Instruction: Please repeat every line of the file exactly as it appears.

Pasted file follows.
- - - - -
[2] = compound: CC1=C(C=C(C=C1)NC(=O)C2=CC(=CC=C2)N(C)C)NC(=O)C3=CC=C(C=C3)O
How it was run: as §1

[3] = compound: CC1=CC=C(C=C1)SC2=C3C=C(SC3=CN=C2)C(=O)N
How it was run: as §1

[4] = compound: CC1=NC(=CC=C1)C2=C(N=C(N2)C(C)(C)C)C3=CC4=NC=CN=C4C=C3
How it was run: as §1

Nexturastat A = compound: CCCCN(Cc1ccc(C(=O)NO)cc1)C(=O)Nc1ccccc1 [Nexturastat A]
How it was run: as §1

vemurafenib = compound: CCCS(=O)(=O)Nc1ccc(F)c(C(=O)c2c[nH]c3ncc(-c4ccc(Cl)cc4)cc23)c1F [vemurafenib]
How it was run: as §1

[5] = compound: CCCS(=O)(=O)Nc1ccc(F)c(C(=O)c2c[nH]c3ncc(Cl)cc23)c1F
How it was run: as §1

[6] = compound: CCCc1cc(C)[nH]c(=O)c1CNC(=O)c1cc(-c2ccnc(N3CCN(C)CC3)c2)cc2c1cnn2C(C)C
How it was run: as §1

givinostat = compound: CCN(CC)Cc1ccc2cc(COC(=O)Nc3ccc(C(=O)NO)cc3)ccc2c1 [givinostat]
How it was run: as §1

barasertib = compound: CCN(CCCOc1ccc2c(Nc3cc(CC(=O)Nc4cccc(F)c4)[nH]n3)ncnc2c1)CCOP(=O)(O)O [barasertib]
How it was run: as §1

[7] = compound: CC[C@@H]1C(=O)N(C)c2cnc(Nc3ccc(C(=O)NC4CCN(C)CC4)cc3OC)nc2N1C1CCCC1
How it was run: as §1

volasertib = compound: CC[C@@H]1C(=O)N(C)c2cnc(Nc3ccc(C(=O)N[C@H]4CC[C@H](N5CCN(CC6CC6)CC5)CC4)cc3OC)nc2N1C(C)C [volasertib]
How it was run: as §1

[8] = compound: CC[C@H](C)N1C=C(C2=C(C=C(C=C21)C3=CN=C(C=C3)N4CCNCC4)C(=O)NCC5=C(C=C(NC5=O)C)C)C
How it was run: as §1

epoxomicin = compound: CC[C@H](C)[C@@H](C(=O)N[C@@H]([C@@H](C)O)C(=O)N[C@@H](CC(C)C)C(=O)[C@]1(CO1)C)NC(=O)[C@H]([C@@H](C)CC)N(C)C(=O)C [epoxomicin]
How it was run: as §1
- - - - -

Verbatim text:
[2] = compound: CC1=C(C=C(C=C1)NC(=O)C2=CC(=CC=C2)N(C)C)NC(=O)C3=CC=C(C=C3)O
How it was run: as §1

[3] = compound: CC1=CC=C(C=C1)SC2=C3C=C(SC3=CN=C2)C(=O)N
How it was run: as §1

[4] = compound: CC1=NC(=CC=C1)C2=C(N=C(N2)C(C)(C)C)C3=CC4=NC=CN=C4C=C3
How it was run: as §1

Nexturastat A = compound: CCCCN(Cc1ccc(C(=O)NO)cc1)C(=O)Nc1ccccc1 [Nexturastat A]
How it was run: as §1

vemurafenib = compound: CCCS(=O)(=O)Nc1ccc(F)c(C(=O)c2c[nH]c3ncc(-c4ccc(Cl)cc4)cc23)c1F [vemurafenib]
How it was run: as §1

[5] = compound: CCCS(=O)(=O)Nc1ccc(F)c(C(=O)c2c[nH]c3ncc(Cl)cc23)c1F
How it was run: as §1

[6] = compound: CCCc1cc(C)[nH]c(=O)c1CNC(=O)c1cc(-c2ccnc(N3CCN(C)CC3)c2)cc2c1cnn2C(C)C
How it was run: as §1

givinostat = compound: CCN(CC)Cc1ccc2cc(COC(=O)Nc3ccc(C(=O)NO)cc3)ccc2c1 [givinostat]
How it was run: as §1

barasertib = compound: CCN(CCCOc1ccc2c(Nc3cc(CC(=O)Nc4cccc(F)c4)[nH]n3)ncnc2c1)CCOP(=O)(O)O [barasertib]
How it was run: as §1

[7] = compound: CC[C@@H]1C(=O)N(C)c2cnc(Nc3ccc(C(=O)NC4CCN(C)CC4)cc3OC)nc2N1C1CCCC1
How it was run: as §1

volasertib = compound: CC[C@@H]1C(=O)N(C)c2cnc(Nc3ccc(C(=O)N[C@H]4CC[C@H](N5CCN(CC6CC6)CC5)CC4)cc3OC)nc2N1C(C)C [volasertib]
How it was run: as §1

[8] = compound: CC[C@H](C)N1C=C(C2=C(C=C(C=C21)C3=CN=C(C=C3)N4CCNCC4)C(=O)NCC5=C(C=C(NC5=O)C)C)C
How it was run: as §1

epoxomicin = compound: CC[C@H](C)[C@@H](C(=O)N[C@@H]([C@@H](C)O)C(=O)N[C@@H](CC(C)C)C(=O)[C@]1(CO1)C)NC(=O)[C@H]([C@@H](C)CC)N(C)C(=O)C [epoxomicin]
How it was run: as §1